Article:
Kaweco fountain pens are ideal for eyedropper conversion. I can go on and on about it all, but I cover it pretty well in the video. I did mention in the video that you can refill your standard international cartridges (as an alternative to doing this eyedropper conversion), and I show you how to do that in this other video (at around 3 minutes in).
Since making this video, Kaweco has since released a mini piston-style cartridge converter to fit their Sport fountain pens. However, the ink capacity is pretty tiny compared to what you'll get with an eyedropper conversion.
Note: I have had a couple of people email me about troubleshooting their Kaweco eyedropper conversions. They have been getting some leaking, not from the threads on the body of the pen where you might think, but from the nib. There are three things to check in this situation:
- Ink Level- any eyedropper pen has the potential to leak or 'burp' ink when it's less than half full. The more air in the pen body, the more likely your hands will heat up the air inside and increase the pressure and there's only one place for that pressure to release... through the nib. If this leaking happens while you write, try filling your pen back up, that should help.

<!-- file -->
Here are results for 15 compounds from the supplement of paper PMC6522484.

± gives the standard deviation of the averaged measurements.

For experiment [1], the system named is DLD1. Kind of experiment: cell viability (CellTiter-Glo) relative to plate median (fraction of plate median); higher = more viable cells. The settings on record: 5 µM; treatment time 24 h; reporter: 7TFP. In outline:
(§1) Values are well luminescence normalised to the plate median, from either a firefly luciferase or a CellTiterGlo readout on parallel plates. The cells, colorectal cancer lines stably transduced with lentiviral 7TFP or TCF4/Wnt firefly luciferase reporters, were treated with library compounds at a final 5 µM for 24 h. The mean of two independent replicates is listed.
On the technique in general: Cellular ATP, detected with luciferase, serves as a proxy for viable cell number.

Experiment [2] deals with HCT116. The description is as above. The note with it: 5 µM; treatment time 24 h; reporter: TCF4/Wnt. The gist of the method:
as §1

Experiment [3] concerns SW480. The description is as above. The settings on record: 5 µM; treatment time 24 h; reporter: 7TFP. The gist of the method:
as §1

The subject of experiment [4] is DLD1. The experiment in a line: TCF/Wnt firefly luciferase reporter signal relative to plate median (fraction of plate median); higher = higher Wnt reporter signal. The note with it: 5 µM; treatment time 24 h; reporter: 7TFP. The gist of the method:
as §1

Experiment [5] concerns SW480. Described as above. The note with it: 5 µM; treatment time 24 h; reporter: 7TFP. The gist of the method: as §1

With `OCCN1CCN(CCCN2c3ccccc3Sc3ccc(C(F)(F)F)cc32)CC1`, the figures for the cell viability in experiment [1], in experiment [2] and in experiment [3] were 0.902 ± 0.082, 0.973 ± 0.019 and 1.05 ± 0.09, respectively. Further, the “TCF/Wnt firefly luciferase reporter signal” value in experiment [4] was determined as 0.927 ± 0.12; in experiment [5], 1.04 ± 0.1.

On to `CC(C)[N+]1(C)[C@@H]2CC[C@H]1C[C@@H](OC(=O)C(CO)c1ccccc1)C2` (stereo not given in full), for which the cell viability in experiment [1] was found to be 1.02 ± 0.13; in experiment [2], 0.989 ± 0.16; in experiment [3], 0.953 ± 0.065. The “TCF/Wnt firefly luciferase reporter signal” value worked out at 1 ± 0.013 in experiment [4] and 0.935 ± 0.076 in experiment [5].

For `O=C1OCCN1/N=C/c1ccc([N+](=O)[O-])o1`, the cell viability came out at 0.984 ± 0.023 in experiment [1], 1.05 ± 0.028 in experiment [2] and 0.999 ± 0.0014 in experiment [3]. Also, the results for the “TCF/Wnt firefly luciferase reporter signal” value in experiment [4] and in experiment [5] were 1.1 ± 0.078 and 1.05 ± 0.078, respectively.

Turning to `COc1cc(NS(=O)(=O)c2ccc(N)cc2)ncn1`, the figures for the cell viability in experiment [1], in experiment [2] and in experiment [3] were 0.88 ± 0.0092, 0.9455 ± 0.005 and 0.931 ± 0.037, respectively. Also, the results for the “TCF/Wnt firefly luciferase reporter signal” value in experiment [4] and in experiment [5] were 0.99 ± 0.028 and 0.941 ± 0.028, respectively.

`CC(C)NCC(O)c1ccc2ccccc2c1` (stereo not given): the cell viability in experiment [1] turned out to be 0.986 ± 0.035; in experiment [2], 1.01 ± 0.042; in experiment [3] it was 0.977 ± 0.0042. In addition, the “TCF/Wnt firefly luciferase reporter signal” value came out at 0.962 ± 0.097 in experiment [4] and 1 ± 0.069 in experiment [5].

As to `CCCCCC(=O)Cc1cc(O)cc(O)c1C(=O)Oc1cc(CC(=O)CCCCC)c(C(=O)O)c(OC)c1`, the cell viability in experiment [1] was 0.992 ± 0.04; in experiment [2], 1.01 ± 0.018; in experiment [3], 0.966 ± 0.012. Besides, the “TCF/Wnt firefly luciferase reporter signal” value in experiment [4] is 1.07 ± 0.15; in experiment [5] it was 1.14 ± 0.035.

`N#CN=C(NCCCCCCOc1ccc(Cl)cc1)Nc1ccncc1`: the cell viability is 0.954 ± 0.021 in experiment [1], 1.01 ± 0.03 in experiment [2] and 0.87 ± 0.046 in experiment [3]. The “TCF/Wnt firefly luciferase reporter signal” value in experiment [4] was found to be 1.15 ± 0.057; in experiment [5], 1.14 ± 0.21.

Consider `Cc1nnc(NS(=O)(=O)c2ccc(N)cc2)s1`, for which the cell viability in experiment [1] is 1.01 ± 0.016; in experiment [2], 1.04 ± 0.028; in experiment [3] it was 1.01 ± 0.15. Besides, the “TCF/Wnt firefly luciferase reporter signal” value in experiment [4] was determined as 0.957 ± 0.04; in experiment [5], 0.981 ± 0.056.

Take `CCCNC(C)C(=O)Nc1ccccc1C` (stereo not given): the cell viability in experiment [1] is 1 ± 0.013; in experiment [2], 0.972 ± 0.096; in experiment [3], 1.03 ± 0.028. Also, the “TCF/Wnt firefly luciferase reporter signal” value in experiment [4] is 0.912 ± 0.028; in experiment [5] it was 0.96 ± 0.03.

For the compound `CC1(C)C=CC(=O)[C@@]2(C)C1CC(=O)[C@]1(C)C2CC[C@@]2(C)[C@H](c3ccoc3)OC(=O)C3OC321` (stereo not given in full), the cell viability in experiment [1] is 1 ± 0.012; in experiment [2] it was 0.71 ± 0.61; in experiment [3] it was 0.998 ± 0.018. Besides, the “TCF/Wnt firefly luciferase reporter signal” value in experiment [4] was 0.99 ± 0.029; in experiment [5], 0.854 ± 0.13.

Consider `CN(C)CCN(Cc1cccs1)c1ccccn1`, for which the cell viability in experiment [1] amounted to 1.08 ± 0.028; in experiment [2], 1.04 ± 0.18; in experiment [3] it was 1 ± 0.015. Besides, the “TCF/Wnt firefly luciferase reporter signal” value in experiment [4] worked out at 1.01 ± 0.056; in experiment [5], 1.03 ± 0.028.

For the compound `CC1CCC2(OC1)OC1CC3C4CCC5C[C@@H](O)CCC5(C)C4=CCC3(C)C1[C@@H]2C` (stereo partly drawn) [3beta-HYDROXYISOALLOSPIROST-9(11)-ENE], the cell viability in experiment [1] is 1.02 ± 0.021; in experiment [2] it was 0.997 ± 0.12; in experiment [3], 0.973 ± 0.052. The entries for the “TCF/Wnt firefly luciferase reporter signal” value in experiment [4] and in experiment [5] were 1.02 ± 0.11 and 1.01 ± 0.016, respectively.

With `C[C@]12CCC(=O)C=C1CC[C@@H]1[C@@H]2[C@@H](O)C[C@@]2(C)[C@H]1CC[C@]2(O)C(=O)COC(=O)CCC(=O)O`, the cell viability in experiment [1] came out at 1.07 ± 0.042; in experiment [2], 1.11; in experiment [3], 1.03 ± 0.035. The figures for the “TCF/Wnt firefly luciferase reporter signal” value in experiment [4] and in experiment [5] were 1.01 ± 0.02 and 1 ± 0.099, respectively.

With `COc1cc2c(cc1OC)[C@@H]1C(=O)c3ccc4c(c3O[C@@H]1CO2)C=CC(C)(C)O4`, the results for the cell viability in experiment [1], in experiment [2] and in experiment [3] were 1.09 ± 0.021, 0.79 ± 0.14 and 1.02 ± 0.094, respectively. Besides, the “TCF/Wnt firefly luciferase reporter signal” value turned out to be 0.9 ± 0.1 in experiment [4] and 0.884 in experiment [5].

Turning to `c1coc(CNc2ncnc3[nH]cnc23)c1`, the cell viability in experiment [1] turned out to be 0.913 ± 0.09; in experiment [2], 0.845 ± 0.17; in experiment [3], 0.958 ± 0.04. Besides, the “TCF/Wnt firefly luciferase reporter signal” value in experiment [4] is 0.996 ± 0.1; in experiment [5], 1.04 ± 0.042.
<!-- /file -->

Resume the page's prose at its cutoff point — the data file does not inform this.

- Nib Setting- The nibs on the Kaweco pens are friction-fit, so they can be pulled out with relative ease. Make sure the nib and feed are set all the way into the pen, if not then it will leak.
- Ink Disagreement- Some inks are just better suited than others for eyedropper conversions in a given pen. The viscosity and flow is different for some inks than others, and any differences are amplified by the eyedropper conversion. Some inks will be slightly drier, and some will want to gush and burp. Since eyedropper conversions are sort of an 'after-market' conversion, some experimenting will be required.
Hopefully, these pointers will help you to troubleshoot your Kaweco eyedropper conversion.